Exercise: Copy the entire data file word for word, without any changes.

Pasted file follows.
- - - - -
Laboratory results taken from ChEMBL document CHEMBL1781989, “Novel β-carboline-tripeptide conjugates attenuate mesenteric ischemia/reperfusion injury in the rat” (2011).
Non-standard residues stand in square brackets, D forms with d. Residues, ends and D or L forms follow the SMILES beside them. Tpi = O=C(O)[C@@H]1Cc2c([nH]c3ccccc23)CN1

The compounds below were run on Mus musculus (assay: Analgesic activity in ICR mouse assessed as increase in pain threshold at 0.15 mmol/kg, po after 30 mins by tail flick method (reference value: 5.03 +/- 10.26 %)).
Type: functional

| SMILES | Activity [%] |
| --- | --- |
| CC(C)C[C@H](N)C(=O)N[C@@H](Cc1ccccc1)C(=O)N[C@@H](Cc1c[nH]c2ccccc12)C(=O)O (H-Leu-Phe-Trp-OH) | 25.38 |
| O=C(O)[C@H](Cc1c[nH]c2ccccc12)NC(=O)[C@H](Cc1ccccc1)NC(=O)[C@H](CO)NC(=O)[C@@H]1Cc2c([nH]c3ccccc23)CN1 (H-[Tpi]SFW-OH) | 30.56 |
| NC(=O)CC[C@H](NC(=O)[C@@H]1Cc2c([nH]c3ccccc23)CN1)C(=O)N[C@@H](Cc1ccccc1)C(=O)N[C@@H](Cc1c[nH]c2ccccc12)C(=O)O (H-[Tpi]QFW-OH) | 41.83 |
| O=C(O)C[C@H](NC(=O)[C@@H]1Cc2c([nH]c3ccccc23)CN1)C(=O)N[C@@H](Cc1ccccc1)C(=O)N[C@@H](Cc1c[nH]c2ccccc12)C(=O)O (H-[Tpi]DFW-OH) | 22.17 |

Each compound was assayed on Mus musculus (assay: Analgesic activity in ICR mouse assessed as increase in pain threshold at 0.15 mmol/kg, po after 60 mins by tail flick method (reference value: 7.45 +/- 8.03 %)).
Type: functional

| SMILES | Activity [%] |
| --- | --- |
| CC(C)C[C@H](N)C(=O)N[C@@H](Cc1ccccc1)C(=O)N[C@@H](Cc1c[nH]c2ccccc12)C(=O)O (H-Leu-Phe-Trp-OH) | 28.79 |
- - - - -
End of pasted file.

Laboratory results taken from ChEMBL document CHEMBL1781989, “Novel β-carboline-tripeptide conjugates attenuate mesenteric ischemia/reperfusion injury in the rat” (2011).
Non-standard residues stand in square brackets, D forms with d. Residues, ends and D or L forms follow the SMILES beside them. Tpi = O=C(O)[C@@H]1Cc2c([nH]c3ccccc23)CN1

The compounds below were run on Mus musculus (assay: Analgesic activity in ICR mouse assessed as increase in pain threshold at 0.15 mmol/kg, po after 30 mins by tail flick method (reference value: 5.03 +/- 10.26 %)).
Type: functional

| SMILES | Activity [%] |
| --- | --- |
| CC(C)C[C@H](N)C(=O)N[C@@H](Cc1ccccc1)C(=O)N[C@@H](Cc1c[nH]c2ccccc12)C(=O)O (H-Leu-Phe-Trp-OH) | 25.38 |
| O=C(O)[C@H](Cc1c[nH]c2ccccc12)NC(=O)[C@H](Cc1ccccc1)NC(=O)[C@H](CO)NC(=O)[C@@H]1Cc2c([nH]c3ccccc23)CN1 (H-[Tpi]SFW-OH) | 30.56 |
| NC(=O)CC[C@H](NC(=O)[C@@H]1Cc2c([nH]c3ccccc23)CN1)C(=O)N[C@@H](Cc1ccccc1)C(=O)N[C@@H](Cc1c[nH]c2ccccc12)C(=O)O (H-[Tpi]QFW-OH) | 41.83 |
| O=C(O)C[C@H](NC(=O)[C@@H]1Cc2c([nH]c3ccccc23)CN1)C(=O)N[C@@H](Cc1ccccc1)C(=O)N[C@@H](Cc1c[nH]c2ccccc12)C(=O)O (H-[Tpi]DFW-OH) | 22.17 |

Each compound was assayed on Mus musculus (assay: Analgesic activity in ICR mouse assessed as increase in pain threshold at 0.15 mmol/kg, po after 60 mins by tail flick method (reference value: 7.45 +/- 8.03 %)).
Type: functional

| SMILES | Activity [%] |
| --- | --- |
| CC(C)C[C@H](N)C(=O)N[C@@H](Cc1ccccc1)C(=O)N[C@@H](Cc1c[nH]c2ccccc12)C(=O)O (H-Leu-Phe-Trp-OH) | 28.79 |